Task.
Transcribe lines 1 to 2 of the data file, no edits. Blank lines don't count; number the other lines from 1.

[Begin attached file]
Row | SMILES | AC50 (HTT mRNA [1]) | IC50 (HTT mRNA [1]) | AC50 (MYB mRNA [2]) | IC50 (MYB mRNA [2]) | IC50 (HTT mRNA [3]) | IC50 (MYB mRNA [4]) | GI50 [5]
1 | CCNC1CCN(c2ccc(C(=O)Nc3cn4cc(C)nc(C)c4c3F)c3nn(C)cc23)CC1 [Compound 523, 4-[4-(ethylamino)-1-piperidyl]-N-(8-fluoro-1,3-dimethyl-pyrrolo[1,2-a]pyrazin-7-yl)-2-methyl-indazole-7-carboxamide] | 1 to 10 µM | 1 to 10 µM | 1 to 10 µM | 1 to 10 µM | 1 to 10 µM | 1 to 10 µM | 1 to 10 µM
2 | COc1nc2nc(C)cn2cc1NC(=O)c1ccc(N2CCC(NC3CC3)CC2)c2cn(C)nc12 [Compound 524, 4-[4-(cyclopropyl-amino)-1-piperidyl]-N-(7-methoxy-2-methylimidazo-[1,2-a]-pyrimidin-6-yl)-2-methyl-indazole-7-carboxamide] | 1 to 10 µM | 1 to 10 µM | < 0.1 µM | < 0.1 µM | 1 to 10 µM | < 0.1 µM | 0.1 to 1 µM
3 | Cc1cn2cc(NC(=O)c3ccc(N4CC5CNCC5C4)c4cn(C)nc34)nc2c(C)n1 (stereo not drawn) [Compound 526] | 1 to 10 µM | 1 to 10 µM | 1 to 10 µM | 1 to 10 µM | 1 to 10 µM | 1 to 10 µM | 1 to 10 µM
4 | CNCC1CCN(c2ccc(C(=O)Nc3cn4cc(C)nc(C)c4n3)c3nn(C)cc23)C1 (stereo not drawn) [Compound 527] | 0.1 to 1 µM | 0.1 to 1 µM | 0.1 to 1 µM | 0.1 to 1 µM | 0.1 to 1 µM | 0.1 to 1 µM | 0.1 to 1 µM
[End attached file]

Row | SMILES | AC50 (HTT mRNA [1]) | IC50 (HTT mRNA [1]) | AC50 (MYB mRNA [2]) | IC50 (MYB mRNA [2]) | IC50 (HTT mRNA [3]) | IC50 (MYB mRNA [4]) | GI50 [5]
1 | CCNC1CCN(c2ccc(C(=O)Nc3cn4cc(C)nc(C)c4c3F)c3nn(C)cc23)CC1 [Compound 523, 4-[4-(ethylamino)-1-piperidyl]-N-(8-fluoro-1,3-dimethyl-pyrrolo[1,2-a]pyrazin-7-yl)-2-methyl-indazole-7-carboxamide] | 1 to 10 µM | 1 to 10 µM | 1 to 10 µM | 1 to 10 µM | 1 to 10 µM | 1 to 10 µM | 1 to 10 µM